I am TFL’s resident Volvo nerd. My first car was a Volvo 240 and I find myself interested in much of what the Swedish brand has to offer. So, I was very excited when Volvo flew me out to Santa Monica, California to drive the all new 3rd generation 2019 Volvo S60 Sedan and 2019 Volvo V60 Wagon.
I spent most of my time driving the S60, with only about two hours spent in the wagon. However, the two vehicles are nearly identical in most measurable statistics. As a result, they drive very similar. I will detail the major differences later on, stay patient.
The 2019 Volvo S60 has finally been updated to match the rest of Volvo’s lineup in the styling department. This design language originated with the introduction of Volvo’s scalable product architecture (SPA) back in 2014. The most distinctive feature has to be the “Thor’s Hammer” t-bar headlight design. I had a chance to speak with Volvo’s design director, T. Jon Mayer. He informed me that there are a few throwbacks to older Volvo models that can be seen on the 2019 S60 and V60. Most notably, the design takes inspiration from the Volvo P1800 series, both the S, and the ES. Take a look at both side by side and the similarities are noticeable. Furthermore, those headlights that are so prominent in this design take influence from some of Volvo’s older, vertical tail light designs from cars like the Volvo 850.
There are three powertrains on the S60, T5 FWD, T6 AWD & T8 eAWD. The T5 powertrain is front-wheel drive only and features a 2.0L turbocharged four-cylinder that makes 250 horsepower and 258 lb-ft of torque. Power is sent to those four wheels through an 8-speed automatic transmission. The T6 is all-wheel drive only. It features the same 2.0L turbocharged four-cylinder but Volvo has also added a supercharger to this engine. The ‘twin-charged’ motor makes 316 horsepower and 295 lb-ft of torque. An 8-speed auto sends power to all four wheels. The T8 is a strange motor. It uses the twin-charged motor from the T6 in combination with an electric motor at the back axle. Total output is 400 horsepower and 472 lb-ft of torque. In this arrangement, the front wheels are powered by the gas motor, thanks to that 8-speed auto. The rear wheels are powered by the electric motor alone.
Volvo could not tell us MPG at this time. But, we make a good guess thanks to the S90. That is the S60’s larger sibling and it uses the exact same powertrains as the S60. However, the S90 weighs about 400 lbs more than the S60. The S90 T5 gets 27 MPG combined, while the T6 gets 25 MPG combined. The T8 is the most efficient at 29 MPG combined or 71 MPGe. It is fair to assume, given the weight difference, that the S60 will perform a bit better than the S90.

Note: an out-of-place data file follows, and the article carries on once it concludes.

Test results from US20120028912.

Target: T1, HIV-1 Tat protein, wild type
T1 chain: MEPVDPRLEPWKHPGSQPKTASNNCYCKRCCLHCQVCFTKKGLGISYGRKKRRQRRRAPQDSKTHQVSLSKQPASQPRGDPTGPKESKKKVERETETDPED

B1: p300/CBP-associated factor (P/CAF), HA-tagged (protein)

Ride & Handling
The S60 has been set up with a double wishbone front suspension and an integral link rear suspension. That’s all great but what does it mean for the ride? I am happy to report that the ride is exceptionally comfortable, and relatively quiet. Bumps are soaked up nicely, while still delivering positive feedback to the driver through the chassis. When the road gets twisty, this complicated suspension setup keeps bodyroll to a minimum, making the S60 feel planted.
The front-biased drivetrain detracts a little from the sporty experience though. I would equate the driving dynamics to be closer to an Audi A4 than a BMW 3-series.
For 2019, Volvo has made the S60 considerably larger. This new model is 4.9-inches longer overall and 3.8-inches longer in wheelbase. The result is a significantly larger interior and a significantly larger trunk. In stark contrast to the last generation, I was comfortably able to sit behind my 6’2″ self. Plus the trunk gained 3.6 cu-ft of cargo space, reaching a total of 15.6 cu-ft, class leading in its segment.
Oddly, Volvo have made the new S60 slightly over an inch shorter than the old one. But, thanks to a lower seat, there is actually a little more headroom than the previous model.
The S60 is a compact luxury sport sedan. Key competitors include the Audi A4, BMW 3-Series, Mercedes-Benz C-Class, Infinity Q50, Genesis G70, Cadillac ATS & the Alfa-Romeo Giulia.
I think the S60 makes a compelling offer in this very competitive segment. The styling, drive experience, and luxury feel are all right there with the best and, as we’ll discuss shortly, the value proposition is pretty compelling as well.